JERUSALEM – Israel will spend $11.1 million to change completed portions of its West Bank barrier, building new roads, underpasses and tunnels to try to ease Palestinian conditions, Defense Ministry officials said Thursday.
The planned alterations come after two legal setbacks for the barrier. Last week, the International Court of Justice (search) in the Hague, Netherlands, declared the barrier to be illegal and recommended that it be dismantled.
A week earlier, the Israeli Supreme Court (search) ordered the army to change the route of the barrier in a 20-mile stretch near Jerusalem, saying it was causing too much hardship on the local Palestinian population.
Also Thursday, Prime Minister Ariel Sharon formally invited the ultra-Orthodox Shas Party (search) to begin talks on joining his coalition, the latest attempt by the Israeli leader to shore up his government as he prepares to withdraw from the Gaza Strip.
Sharon's office said Shas leader Eli Yishai had accepted an invitation to begin negotiations next week.
Hard-line opposition within the current coalition has left Sharon with a minority coalition, supported by only 59 of the 120 members of parliament.
The invitation to Shas had been expected. Sharon also has invited opposition Labor Party and the religious United Torah Judaism Party (search) to begin talks.
He hopes to create a stable coalition to carry out his planned withdrawal from Gaza and four West Bank settlements by 2005.
Israeli officials said this week that they would be rerouting the planned 425-mile barrier to adhere to the Supreme Court ruling. The changes announced Thursday were part of that effort.
Israel has refused to recognize the world court ruling, saying it has no authority to deal with the issue.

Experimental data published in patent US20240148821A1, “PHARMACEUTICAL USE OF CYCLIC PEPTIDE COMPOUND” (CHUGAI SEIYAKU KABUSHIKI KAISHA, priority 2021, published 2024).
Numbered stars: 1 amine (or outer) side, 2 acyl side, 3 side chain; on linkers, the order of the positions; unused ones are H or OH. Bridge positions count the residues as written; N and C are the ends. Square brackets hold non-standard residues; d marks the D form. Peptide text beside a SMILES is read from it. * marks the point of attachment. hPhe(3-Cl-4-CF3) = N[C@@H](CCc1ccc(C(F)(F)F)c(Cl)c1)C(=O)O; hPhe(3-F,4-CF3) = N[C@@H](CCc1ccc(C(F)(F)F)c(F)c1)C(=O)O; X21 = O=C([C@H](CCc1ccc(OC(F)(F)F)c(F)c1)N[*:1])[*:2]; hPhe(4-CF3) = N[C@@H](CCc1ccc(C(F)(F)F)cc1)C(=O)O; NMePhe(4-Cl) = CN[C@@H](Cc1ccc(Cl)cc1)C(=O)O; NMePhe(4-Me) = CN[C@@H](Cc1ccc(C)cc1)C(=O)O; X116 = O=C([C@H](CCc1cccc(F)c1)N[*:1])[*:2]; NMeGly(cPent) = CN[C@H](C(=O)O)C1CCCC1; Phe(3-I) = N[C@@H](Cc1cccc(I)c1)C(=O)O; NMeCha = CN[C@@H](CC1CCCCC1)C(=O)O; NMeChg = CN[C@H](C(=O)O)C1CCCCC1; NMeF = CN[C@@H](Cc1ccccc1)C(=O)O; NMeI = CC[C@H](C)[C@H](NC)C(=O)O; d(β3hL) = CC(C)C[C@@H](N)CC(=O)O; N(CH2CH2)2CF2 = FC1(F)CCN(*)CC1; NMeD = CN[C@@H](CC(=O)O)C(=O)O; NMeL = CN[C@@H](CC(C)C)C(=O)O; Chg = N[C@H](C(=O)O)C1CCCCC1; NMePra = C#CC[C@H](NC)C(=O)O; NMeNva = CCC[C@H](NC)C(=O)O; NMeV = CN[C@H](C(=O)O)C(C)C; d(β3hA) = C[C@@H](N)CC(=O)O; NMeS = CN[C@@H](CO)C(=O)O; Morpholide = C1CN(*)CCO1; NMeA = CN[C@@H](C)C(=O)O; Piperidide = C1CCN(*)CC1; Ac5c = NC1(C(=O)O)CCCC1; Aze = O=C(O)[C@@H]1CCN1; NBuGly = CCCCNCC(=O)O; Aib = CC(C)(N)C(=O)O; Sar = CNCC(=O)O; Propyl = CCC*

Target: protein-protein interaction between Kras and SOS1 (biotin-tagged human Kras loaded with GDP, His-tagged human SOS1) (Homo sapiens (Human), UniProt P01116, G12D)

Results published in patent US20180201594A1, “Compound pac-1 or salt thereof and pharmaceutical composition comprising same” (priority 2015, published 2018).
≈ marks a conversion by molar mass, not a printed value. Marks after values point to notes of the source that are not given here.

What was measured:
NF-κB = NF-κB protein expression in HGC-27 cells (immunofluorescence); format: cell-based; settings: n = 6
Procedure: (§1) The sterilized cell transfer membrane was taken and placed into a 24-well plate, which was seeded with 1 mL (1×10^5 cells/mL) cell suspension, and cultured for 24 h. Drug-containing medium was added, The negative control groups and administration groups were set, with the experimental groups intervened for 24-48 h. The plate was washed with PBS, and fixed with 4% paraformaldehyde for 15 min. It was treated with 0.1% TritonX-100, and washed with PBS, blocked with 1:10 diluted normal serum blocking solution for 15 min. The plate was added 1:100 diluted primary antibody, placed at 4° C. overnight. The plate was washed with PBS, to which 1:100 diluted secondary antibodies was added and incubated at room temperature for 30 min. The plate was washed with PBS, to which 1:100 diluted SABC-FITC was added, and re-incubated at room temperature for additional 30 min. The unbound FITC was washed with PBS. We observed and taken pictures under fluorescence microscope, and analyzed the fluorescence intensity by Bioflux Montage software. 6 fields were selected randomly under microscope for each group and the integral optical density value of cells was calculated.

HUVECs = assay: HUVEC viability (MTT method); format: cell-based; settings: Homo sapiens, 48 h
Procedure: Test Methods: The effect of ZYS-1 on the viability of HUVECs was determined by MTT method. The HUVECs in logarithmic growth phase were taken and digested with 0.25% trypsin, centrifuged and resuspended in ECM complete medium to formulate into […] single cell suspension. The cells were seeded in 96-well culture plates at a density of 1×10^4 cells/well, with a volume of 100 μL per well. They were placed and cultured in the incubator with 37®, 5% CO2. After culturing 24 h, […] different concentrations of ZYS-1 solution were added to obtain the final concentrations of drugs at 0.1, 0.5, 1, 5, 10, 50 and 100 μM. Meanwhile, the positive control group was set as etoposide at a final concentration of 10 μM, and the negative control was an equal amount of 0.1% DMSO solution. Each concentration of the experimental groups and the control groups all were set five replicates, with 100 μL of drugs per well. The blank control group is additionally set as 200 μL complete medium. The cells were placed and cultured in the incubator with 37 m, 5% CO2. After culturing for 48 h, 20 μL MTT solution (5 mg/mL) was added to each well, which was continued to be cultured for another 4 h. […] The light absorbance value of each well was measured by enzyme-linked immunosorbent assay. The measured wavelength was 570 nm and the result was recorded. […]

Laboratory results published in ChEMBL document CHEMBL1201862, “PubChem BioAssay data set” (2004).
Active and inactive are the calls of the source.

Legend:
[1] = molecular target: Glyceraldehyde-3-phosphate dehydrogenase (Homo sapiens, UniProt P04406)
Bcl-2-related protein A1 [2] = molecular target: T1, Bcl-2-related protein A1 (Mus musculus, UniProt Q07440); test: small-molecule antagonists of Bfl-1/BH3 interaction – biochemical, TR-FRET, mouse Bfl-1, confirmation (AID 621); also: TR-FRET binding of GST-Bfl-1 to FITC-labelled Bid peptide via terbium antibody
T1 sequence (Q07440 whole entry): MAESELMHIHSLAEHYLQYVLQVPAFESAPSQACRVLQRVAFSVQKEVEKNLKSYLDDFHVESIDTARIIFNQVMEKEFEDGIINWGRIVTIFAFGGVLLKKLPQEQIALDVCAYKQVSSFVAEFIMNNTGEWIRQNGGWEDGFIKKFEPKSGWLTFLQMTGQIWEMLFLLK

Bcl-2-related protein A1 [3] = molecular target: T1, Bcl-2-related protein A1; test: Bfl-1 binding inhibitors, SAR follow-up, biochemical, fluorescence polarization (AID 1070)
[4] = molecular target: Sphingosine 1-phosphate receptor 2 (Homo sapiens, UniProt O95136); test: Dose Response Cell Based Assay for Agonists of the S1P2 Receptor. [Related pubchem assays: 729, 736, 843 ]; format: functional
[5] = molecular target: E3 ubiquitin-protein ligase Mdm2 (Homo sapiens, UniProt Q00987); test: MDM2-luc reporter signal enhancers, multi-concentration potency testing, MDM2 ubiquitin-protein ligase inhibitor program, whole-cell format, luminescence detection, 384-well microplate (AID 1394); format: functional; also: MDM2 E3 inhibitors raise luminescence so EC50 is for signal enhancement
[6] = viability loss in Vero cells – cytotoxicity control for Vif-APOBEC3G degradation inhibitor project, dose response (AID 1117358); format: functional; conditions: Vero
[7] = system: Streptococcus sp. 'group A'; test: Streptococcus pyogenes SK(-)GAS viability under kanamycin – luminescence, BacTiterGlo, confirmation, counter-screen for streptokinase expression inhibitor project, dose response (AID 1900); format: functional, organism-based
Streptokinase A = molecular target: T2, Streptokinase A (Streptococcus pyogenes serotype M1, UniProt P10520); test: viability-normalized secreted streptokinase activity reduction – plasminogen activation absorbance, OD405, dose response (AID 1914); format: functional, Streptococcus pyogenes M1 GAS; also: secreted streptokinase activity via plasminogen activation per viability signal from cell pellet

Israel began building the barrier — a complex of walls, trenches and razor wire — two years ago, and it is about one-quarter complete.
Israel says the structure is needed to keep Palestinian militants from entering Israel. But the barrier dips into the West Bank, cutting off farmers from their land, hindering travel between towns and drawing Palestinian accusations that Israel is trying to redraw its borders.
Israel captured the West Bank in 1967. The Palestinians hope to establish an independent state in the West Bank and Gaza Strip.
The Defense Ministry officials, speaking on condition of anonymity, said there are no plans to remove existing portions of the barrier. Instead, it will build new roads, tunnels and underpasses to facilitate Palestinian travel. The officials did not say when the changes would be completed.
Near the West Bank town of Tulkarem, Palestinians have to travel through a large, tedious checkpoint that can take hours. A new road that will run under the barrier will lead to the elimination of the checkpoint, the officials said.
In addition, the ministry plans to invest more money in buses for children who have been cut off from their schools by the barrier and rely on Israeli-funded transportation to get to and from school, the officials said.
As new portions are built, the Defense Ministry is making sure that Palestinians are not cut off from lands, fields and nearby towns, the officials said.
Cartographers are remapping the unbuilt portion of the barrier to bring it closer to the so-called "Green Line," the unofficial frontier that existed between Israel and the West Bank before the 1967 Mideast war.
The barrier is a crucial part of Sharon's plan to withdraw from all Gaza Strip and four West Bank settlements. Sharon hopes to complete the pullout next year.
Also Wednesday, the army arrested two Palestinian women in the West Bank town of Jenin. The army did not say why the arrests were made.
One of the suspects was identified as a 22-year-old sister of a senior member of the Al Aqsa Martyrs' Brigades (search), a militant group affiliated with Yasser Arafat's Fatah (search) faction, who was arrested 10 days ago, Palestinian officials said.
A 17-year-old girl was also arrested along with her brother. They also are related to Al Aqsa militants, the officials said.
Wednesday's arrests brings to four the number of women arrested in the town in the past few days, they added.